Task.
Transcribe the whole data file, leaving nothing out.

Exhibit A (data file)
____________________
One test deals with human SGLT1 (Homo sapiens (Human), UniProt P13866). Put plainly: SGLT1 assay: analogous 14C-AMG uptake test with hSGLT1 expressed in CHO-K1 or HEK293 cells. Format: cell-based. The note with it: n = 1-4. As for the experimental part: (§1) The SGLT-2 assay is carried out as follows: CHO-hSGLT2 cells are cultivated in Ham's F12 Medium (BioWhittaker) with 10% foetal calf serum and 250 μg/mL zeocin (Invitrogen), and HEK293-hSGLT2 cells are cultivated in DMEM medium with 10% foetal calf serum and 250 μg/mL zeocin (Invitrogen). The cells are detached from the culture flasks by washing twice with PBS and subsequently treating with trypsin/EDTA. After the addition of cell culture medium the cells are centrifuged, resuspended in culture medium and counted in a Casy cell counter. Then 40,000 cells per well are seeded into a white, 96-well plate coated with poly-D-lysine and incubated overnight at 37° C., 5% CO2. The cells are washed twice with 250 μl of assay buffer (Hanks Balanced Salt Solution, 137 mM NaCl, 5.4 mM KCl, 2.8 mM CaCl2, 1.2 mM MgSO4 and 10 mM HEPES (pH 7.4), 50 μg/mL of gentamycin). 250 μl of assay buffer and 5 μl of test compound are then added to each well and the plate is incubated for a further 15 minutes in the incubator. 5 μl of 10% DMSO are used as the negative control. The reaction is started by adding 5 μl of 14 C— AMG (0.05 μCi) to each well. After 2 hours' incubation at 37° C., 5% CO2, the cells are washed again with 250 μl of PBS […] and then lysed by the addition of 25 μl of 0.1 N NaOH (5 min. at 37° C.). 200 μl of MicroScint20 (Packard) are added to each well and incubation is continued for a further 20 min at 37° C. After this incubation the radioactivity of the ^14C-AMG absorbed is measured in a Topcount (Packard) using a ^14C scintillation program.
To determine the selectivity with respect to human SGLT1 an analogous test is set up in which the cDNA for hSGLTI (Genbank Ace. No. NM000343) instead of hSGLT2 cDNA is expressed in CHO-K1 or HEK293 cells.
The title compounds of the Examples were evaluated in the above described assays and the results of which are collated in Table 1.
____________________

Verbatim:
One test deals with human SGLT1 (Homo sapiens (Human), UniProt P13866). Put plainly: SGLT1 assay: analogous 14C-AMG uptake test with hSGLT1 expressed in CHO-K1 or HEK293 cells. Format: cell-based. The note with it: n = 1-4. As for the experimental part: (§1) The SGLT-2 assay is carried out as follows: CHO-hSGLT2 cells are cultivated in Ham's F12 Medium (BioWhittaker) with 10% foetal calf serum and 250 μg/mL zeocin (Invitrogen), and HEK293-hSGLT2 cells are cultivated in DMEM medium with 10% foetal calf serum and 250 μg/mL zeocin (Invitrogen). The cells are detached from the culture flasks by washing twice with PBS and subsequently treating with trypsin/EDTA. After the addition of cell culture medium the cells are centrifuged, resuspended in culture medium and counted in a Casy cell counter. Then 40,000 cells per well are seeded into a white, 96-well plate coated with poly-D-lysine and incubated overnight at 37° C., 5% CO2. The cells are washed twice with 250 μl of assay buffer (Hanks Balanced Salt Solution, 137 mM NaCl, 5.4 mM KCl, 2.8 mM CaCl2, 1.2 mM MgSO4 and 10 mM HEPES (pH 7.4), 50 μg/mL of gentamycin). 250 μl of assay buffer and 5 μl of test compound are then added to each well and the plate is incubated for a further 15 minutes in the incubator. 5 μl of 10% DMSO are used as the negative control. The reaction is started by adding 5 μl of 14 C— AMG (0.05 μCi) to each well. After 2 hours' incubation at 37° C., 5% CO2, the cells are washed again with 250 μl of PBS […] and then lysed by the addition of 25 μl of 0.1 N NaOH (5 min. at 37° C.). 200 μl of MicroScint20 (Packard) are added to each well and incubation is continued for a further 20 min at 37° C. After this incubation the radioactivity of the ^14C-AMG absorbed is measured in a Topcount (Packard) using a ^14C scintillation program.
To determine the selectivity with respect to human SGLT1 an analogous test is set up in which the cDNA for hSGLTI (Genbank Ace. No. NM000343) instead of hSGLT2 cDNA is expressed in CHO-K1 or HEK293 cells.
The title compounds of the Examples were evaluated in the above described assays and the results of which are collated in Table 1.